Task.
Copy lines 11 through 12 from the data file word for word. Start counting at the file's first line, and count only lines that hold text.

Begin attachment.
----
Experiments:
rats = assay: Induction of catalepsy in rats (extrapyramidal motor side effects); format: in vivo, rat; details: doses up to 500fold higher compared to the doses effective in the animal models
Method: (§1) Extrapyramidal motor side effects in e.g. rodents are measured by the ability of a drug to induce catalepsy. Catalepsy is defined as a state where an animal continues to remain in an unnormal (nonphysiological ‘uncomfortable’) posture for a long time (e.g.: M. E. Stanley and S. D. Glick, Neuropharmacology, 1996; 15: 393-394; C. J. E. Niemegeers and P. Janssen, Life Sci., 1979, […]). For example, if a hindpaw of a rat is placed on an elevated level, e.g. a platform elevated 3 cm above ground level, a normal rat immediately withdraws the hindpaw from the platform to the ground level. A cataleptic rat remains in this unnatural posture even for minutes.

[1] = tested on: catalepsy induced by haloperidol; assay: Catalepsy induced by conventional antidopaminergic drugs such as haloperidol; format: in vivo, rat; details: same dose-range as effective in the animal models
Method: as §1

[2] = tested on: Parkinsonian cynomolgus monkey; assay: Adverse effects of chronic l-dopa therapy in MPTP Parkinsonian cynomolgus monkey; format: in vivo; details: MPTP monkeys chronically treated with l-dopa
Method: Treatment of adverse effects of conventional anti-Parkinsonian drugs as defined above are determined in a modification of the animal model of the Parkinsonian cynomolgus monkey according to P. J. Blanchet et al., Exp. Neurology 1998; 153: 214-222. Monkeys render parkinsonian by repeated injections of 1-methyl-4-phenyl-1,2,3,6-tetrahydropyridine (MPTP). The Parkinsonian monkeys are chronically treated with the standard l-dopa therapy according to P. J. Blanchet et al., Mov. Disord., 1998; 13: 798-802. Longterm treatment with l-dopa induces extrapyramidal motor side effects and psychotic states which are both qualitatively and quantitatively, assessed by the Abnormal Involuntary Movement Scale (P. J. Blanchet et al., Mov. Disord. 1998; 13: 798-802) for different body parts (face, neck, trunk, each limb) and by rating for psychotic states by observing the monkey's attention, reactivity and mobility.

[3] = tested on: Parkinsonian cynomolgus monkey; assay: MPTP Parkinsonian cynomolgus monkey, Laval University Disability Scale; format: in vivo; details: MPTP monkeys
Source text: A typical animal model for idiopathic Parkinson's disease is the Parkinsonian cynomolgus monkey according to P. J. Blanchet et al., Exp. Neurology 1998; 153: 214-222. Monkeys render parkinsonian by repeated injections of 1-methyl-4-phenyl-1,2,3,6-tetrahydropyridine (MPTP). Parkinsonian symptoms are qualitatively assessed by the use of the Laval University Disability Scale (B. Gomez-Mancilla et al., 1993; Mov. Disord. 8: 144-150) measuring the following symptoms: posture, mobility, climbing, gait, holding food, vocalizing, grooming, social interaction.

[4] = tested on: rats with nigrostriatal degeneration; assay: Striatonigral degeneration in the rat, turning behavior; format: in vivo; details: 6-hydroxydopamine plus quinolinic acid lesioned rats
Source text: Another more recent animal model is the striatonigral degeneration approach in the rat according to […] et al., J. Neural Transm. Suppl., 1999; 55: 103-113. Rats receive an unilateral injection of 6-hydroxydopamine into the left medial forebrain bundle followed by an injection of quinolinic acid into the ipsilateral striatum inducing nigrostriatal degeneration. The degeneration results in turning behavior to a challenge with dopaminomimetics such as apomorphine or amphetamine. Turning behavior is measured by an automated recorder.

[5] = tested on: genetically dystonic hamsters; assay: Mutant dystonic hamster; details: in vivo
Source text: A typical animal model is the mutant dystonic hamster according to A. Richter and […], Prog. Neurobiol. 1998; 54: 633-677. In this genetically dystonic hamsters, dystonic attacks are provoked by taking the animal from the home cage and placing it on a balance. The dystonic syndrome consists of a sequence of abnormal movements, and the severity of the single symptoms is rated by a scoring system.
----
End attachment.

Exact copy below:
Source text: Another more recent animal model is the striatonigral degeneration approach in the rat according to […] et al., J. Neural Transm. Suppl., 1999; 55: 103-113. Rats receive an unilateral injection of 6-hydroxydopamine into the left medial forebrain bundle followed by an injection of quinolinic acid into the ipsilateral striatum inducing nigrostriatal degeneration. The degeneration results in turning behavior to a challenge with dopaminomimetics such as apomorphine or amphetamine. Turning behavior is measured by an automated recorder.

[5] = tested on: genetically dystonic hamsters; assay: Mutant dystonic hamster; details: in vivo